The Essential Phone pre-orders began arriving last week, but not before a snafu on the part of the Andy Rubin startup involving a “verification” email that shared customer data. Listening to Essential and just looking at the phone make it clear that a lot of engineering work went into the device. An iFixit teardown confirms as much, though creating a black monolithic slab also resulted in an incredibly hard phone to repair.

Accessing the guts of devices usually requires unfastening screws or applying heat to loosen adhesives. However, given the seamless design of the Essential Phone, the first method was not possible and the second did not work for iFixit. Instead, the repair site had to freeze the panels to gain access.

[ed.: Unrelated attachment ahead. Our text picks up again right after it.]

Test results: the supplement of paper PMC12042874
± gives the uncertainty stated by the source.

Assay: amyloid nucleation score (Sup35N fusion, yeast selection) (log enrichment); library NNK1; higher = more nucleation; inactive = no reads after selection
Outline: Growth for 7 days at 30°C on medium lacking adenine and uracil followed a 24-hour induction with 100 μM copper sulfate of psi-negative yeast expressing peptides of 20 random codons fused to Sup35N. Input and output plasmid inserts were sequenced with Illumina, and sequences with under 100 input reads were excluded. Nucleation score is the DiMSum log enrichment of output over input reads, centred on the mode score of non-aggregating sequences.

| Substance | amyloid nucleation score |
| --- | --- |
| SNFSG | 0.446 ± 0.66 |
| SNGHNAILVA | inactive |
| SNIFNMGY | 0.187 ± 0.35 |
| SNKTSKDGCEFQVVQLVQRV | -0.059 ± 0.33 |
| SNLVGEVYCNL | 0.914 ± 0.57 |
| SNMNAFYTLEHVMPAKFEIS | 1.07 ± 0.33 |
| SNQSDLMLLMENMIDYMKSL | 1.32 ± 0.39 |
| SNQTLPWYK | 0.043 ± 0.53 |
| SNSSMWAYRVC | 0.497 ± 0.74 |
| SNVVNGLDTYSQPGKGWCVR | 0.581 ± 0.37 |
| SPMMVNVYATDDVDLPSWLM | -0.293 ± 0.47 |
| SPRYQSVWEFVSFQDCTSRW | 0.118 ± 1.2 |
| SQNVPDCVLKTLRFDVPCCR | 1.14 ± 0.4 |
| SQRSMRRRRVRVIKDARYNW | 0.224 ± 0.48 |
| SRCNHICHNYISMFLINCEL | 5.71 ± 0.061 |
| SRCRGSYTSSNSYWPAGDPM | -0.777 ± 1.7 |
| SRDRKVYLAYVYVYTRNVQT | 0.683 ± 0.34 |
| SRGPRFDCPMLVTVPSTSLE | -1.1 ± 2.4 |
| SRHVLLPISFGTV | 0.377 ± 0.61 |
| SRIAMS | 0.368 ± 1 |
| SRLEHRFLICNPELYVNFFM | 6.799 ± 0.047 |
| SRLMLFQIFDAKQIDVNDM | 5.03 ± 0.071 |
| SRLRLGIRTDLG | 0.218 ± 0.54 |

The point of entry for the Essential Phone is through the display, as there is nothing accessible on the rear side underneath the ceramic panel.

To the device’s credit, the cover glass separates from the LCD “rather easily,” but again it will be hard to access in the first place. The same applies to the battery, which uses a stretch-release adhesive — the “most repair-friendly adhesive.”

A heat pipe is used for cooling, while the USB-C port is soldered onto the motherboard making replacement difficult. One particularly interesting design choice, given the lack of branding, is how the SIM card slot features an irremovable tag with serial and IMEI information, as well as a QR code.

The rear dual-camera uses pop connectors, though the iconic front-facer is merged with the earpiece speaker and glued on.

Given the difficult entry and design choices internally, iFixit assigned the Essential Phone a 1 out of 10 repairability score, noting “Nearly invisible seams and copious adhesive means any attempt at repair is likely to inflict as much damage as it fixes.”

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Abner Li

Editor-in-chief. Interested in the minutiae of Google and Alphabet. Tips/talk: